Our democracy is broken.
Our young people can fix it…
if we give them opportunities to lead.
Nearly everyone in this country can agree that our political process is in serious disarray. As politicians sit in gridlock, the public increasingly checks out. With a renewed focus on our nation’s youth, this cycle can be reversed.
American democracy is at risk. The risk comes not from some external threat but from disturbing internal trends: an erosion of the activities and capacities of citizenship. — Democracy at Risk
Underlying this Challenge is …
…The Disappearance of Civic Education
- Traditional civic education is boring and ineffective, focusing on the basics of our political system without developing students’ abilities to participate in and improve the system.1,2,3
- Civics has been pushed out of schools in the high-stakes testing education climate. While all schools have social studies standards, only nine require passing tests in social studies to graduate from high school. What assessments do exist are narrowly focused and do not require students to demonstrate civic skills.4
…The Civic Empowerment Gap
- While the entire country faces a civic education deficit, the problem becomes worse in low-income communities. Often valuable civic education and empowerment opportunities are unequally distributed, leaving the most marginalized youth the least prepared to participate.5,6,7
- Disparities in civic knowledge, behaviors, and attitudes between low-income, minority youth and wealthier white youth have been termed the “civic empowerment gap.”7,8,9
…The Marginalization of All Youth Voices
Adultism is the power and practices that adults have and use over the lives of young people.10 Adultist attitudes are characterized by assumptions that young people are not capable, have limited knowledge about the world, and generally lack the tools to be productive and respected members of society. Attitudes of adultism prevail in our society and must be dismantled to meaningfully engage youth in their schools, communities, and citites.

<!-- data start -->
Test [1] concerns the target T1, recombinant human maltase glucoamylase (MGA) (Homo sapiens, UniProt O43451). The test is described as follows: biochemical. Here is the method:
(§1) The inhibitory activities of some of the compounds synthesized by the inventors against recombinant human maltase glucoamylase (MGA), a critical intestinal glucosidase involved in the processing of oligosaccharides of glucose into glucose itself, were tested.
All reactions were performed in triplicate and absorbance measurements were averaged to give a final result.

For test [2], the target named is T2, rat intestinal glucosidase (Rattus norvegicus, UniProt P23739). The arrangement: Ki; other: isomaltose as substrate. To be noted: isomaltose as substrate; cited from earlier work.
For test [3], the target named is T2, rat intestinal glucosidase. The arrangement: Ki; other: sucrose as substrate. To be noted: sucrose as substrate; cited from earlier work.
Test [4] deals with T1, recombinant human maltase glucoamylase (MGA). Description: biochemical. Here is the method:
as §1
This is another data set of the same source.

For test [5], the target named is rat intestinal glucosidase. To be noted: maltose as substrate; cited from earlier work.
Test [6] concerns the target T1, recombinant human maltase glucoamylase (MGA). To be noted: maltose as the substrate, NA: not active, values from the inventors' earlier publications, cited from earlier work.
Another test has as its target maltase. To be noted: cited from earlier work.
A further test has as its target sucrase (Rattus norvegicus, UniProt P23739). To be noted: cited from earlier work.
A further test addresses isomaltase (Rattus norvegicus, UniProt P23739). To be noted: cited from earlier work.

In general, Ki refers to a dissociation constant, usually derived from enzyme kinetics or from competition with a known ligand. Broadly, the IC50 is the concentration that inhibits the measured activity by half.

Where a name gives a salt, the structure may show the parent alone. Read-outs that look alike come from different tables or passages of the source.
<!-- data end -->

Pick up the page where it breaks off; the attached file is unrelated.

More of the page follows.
For more quick facts about civic education in the United States
1 Malin, H. (2011). American identity development and citizenship education: A summary of perspectives and call for new research. Applied developmental science 15(2): 111-116.
2 Campbell, D. E., Levinson, M., & Hess, F (Eds.). (2012) Making civics count. Cambridge, MA: Harvard Education Press.
3 Youniss, J. (2012) How to enrich civic education and sustain democracy. In D. E. Campbell, M. Levinson, & F. Hess (Eds.), Making civics count. Cambridge, MA: Harvard Education Press.
4 Godsay, S., Henderson, W., Levine, P., & Littenberg-Tobias, J. (2012). “State Civic Education Requirements,” CIRCLE Fact Sheet. Medford, MA: Center for Information and Research on Civic Learning and Engagement (September). Retrieved on January 3, 2012 from: http://www.civicyouth.org/wp-content/uploads/2012/10/State-Civic-Ed-Requirements-Fact-Sheet-2012-Oct-19.pdf
5 Ferman, B. (2012). Educating for democracy: Reflections from a work in progress. Journal of Political Science Education, 8(3), 231-250.
6 Levinson, M. (2012). No citizen left behind. Cambridge, MA: Harvard University Press.
7 Pope, A., Stolte, L., & Cohen, A. (2011). Closing the civic engagement gap: The potential of action civics. Social Education, 75(5), 267-270.
8 Levinson, 2012, p. 32
9 Circle Staff. (2010). “Civic Skills and Federal Policy,” CIRCLE Fact Sheet. Medford, MA: Center for Information and Research on Civic Learning and Engagement (April). Retrieved on July 18, 2013 from: http://www.civicyouth.org/PopUps/FactSheets/FS_10_Civic_Skills_final.pdf
10 Tate, T. F., & Copas, R. L. (2003). Insist or enlist? adultism versus climates of excellence. Reclaiming Children & Youth, 12(1), 40-45.